The Good Daughter, Karin Slaughter: This is probably the one I remember least about, although I did like it pretty well. The story revolves around two crimes, one in the past and one in the present. The one in the past is the death of ‘Gamma’ Quinn that the two Quinn daughters, Sam and Charlie, barely managed to survive. In the present, Charlie Quinn, now a defense lawyer like her father, Rusty, is accidentally embroiled in a school shooting incident. She takes the case on, but her involvement keeps bringing back the past that they–and the town they live in–can never forget.
This is a solid read, for the mysteries but also for the relationships between the Quinns. I also remember it being pretty well-written (which is not always a given with thrillers!) I think the ending tied everything together a little too neatly for my taste, but others might dislike a messy ending. 3.5 stars.
After Anna, Alex Lake: I probably have the least to say about this one. A five-year old girl goes missing when her mother is half an hour late to pick her up from school. The investigation goes on, a marriage falls apart, and then… the girl is given back, healthy and well, just without any knowledge of where she was or who had kept her. Told from the perspective of the mother–who blames herself and lashes out at her estranged husband, with whom she’d been having difficulties even before their daughter’s disappearance.
There aren’t really any surprises, and the culprit–whose POVs are told from 2nd person perspective to avoid giving too much away–is pretty easy to figure out anyway. 2 stars.
Then She Was Gone, Lisa Jewell: This one was… fine. It tells the story of Laurel, who can’t seem to get over the disappearance of her teenage daughter Ellie ten years before. When Ellie’s body is finally found, it seems like closure. But then Laurel meets a new man and his nine-year old daughter, Poppy–who bears an unnervingly similar likeness to the dead Ellie. There isn’t really anything that surprises in this one, but the plot itself is rather delightfully disturbing. Laurel’s story is more about a woman getting over her deep grief than a detective–the solution seems to fall into her lap more than anything. But there are additional POVs from Ellie (ten years before) and from the person responsible. The last POV is, in some ways, unnecessary, but in others is completely necessary for the full creep factor. The more said about the plot means that there’s nothing to enjoy in the actual reading, so I’ll stop here. It’s a quick, serviceable read if you like your thrillers less about unreliable narrators and more about the everyday sociopaths you might meet on the street. 2.5 stars.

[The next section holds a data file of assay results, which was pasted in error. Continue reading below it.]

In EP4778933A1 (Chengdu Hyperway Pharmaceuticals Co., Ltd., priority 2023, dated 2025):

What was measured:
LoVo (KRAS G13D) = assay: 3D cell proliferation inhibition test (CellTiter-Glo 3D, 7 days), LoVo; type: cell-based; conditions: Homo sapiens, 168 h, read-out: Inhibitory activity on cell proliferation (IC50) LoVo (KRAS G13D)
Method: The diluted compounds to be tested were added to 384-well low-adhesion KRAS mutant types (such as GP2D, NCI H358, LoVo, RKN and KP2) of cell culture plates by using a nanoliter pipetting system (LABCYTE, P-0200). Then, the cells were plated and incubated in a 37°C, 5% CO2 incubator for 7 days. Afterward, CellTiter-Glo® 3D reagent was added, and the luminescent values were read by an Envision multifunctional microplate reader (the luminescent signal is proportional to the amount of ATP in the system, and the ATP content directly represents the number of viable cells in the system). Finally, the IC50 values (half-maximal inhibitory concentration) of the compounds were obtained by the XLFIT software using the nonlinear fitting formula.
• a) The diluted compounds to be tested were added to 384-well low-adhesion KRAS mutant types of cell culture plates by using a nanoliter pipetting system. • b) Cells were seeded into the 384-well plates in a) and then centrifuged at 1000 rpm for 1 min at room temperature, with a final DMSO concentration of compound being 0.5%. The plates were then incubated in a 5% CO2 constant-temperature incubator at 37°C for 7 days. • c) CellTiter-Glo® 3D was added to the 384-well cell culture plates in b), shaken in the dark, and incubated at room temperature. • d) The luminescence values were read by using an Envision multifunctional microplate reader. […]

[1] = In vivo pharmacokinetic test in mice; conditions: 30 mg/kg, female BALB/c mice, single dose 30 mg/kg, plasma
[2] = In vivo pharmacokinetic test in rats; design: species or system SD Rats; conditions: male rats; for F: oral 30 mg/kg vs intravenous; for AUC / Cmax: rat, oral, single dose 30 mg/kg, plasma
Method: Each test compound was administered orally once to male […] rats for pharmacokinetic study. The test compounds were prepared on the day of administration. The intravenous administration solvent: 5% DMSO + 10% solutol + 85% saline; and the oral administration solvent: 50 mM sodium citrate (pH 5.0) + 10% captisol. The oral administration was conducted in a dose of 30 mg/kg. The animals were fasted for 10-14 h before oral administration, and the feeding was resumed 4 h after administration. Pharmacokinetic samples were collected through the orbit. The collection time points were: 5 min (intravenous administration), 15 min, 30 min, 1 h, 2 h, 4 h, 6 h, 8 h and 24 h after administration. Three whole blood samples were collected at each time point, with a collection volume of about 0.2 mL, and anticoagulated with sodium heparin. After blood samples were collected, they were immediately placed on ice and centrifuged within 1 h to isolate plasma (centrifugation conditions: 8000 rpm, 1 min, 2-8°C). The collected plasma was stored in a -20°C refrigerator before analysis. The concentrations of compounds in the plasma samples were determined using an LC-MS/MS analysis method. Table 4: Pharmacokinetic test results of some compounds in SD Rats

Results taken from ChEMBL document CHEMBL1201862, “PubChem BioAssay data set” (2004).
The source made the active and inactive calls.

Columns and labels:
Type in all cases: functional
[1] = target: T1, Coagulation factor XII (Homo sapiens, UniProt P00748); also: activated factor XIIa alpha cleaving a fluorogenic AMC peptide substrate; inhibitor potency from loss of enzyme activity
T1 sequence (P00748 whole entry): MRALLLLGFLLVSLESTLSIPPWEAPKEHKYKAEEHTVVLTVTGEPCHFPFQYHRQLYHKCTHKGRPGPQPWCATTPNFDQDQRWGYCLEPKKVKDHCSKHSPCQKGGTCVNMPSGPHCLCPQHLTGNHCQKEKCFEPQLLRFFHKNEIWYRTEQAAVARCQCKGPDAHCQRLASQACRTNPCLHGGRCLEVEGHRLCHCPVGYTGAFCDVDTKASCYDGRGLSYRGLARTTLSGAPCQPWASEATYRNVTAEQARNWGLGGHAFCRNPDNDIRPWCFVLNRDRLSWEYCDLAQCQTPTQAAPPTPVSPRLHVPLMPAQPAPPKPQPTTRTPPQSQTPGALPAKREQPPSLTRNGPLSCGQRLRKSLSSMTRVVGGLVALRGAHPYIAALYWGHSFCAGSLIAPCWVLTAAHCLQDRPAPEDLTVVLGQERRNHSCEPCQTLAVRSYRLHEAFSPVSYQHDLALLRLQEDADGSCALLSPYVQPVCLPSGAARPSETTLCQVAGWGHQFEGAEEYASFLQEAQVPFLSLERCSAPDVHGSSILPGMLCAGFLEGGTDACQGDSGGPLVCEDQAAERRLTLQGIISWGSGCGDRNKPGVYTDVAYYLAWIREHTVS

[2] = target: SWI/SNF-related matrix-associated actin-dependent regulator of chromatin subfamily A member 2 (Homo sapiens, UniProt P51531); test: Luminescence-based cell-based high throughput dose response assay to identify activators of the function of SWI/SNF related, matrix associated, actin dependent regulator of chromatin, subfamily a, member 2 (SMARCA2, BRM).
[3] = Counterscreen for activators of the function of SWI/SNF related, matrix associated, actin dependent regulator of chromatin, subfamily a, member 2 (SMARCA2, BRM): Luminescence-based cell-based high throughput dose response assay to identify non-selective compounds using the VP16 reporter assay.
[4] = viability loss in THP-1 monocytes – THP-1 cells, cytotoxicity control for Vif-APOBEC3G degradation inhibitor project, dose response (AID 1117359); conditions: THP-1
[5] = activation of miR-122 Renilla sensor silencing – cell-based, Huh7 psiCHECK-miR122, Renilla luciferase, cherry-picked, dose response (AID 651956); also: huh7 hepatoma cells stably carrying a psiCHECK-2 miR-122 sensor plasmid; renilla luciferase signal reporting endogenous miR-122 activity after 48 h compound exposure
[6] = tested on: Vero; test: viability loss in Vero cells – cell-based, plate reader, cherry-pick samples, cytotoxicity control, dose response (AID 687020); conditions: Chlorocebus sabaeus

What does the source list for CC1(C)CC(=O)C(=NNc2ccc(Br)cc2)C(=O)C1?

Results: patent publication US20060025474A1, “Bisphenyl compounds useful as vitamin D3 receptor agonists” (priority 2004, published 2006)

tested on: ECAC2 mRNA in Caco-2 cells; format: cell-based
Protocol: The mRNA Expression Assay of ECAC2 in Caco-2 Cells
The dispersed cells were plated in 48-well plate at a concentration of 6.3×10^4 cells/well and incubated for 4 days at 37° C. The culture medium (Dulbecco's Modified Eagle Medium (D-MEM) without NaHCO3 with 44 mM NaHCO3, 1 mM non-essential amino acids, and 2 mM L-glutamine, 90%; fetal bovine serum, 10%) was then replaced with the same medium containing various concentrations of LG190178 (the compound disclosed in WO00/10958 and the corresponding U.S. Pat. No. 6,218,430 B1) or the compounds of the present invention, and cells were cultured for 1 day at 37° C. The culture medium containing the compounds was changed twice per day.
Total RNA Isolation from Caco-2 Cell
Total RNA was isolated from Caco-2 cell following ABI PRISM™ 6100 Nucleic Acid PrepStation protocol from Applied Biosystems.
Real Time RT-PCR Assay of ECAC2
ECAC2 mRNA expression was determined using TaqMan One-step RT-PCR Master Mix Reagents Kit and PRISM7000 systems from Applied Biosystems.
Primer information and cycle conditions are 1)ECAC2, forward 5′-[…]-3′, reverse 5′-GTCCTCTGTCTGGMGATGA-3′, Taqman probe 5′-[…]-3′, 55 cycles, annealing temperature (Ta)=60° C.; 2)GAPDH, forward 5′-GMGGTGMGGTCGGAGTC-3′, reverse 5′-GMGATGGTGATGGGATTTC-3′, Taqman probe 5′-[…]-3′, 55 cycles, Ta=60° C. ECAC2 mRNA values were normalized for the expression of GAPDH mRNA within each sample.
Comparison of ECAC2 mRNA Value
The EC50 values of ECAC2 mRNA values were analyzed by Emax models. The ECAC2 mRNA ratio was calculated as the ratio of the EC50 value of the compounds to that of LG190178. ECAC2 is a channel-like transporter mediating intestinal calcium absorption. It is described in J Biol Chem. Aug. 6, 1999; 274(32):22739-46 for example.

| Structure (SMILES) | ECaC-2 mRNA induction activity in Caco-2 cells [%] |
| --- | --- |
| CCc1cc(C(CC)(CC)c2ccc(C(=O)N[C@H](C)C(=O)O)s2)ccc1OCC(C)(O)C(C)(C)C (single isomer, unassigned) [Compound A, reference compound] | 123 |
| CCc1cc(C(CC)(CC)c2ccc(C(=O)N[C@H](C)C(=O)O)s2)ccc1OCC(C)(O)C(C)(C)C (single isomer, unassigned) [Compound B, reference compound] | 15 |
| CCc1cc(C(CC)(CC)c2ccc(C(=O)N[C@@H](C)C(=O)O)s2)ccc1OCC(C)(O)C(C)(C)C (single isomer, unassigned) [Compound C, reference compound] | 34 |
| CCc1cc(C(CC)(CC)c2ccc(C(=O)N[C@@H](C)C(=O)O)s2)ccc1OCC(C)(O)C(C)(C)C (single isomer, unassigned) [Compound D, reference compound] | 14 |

Dark Places, Gillian Flynn: This is the only audiobook on the list, read by Rebecca Lowman. This was definitely the most interesting on the list. It was actually the first Flynn I’ve read (I’ve seen Gone Girl, but not read it or any of her others). Dark Places tells the story of Libby Day, who survived the massacre of her mother and sisters that her brother Ben is imprisoned for–and it was Libby’s testimony that sealed the verdict. Libby has been living off the donations of kind people for twenty years, although she has never really moved on from the night it happened: she has no job, no friends, and can barely keep her cat alive. But when the money dries up, she takes a commission from a group of people to delve deeper into the murder. They are convinced that Ben is innocent, and they want Libby to interview people close to the case and try to dig to the bottom of it. The more Libby finds out, the more desperate she becomes to find out the truth behind that night.
Libby is not a nice person; she’s intensely selfish and dismissive and immature and has been pretty much in a depressed fugue state since childhood. But we understand why, even if we might not want to spend much time with her–Flynn does a fantastic job with this, as well as with Libby’s slow awakening, stemmed by the hope that maybe Ben is actually innocent. This one is also told from the perspectives of Ben and of Patty, Libby’s mother, on the day in 1985 when the massacres happened. Flynn fills in the backstory as Libby learns more in the present day. It works quite well and the information is doled out in a way that keeps the tension high. I did think that the ending fell flat, a little bit of a deus ex machina, but it was a really gripping story until I got there. 4 stars.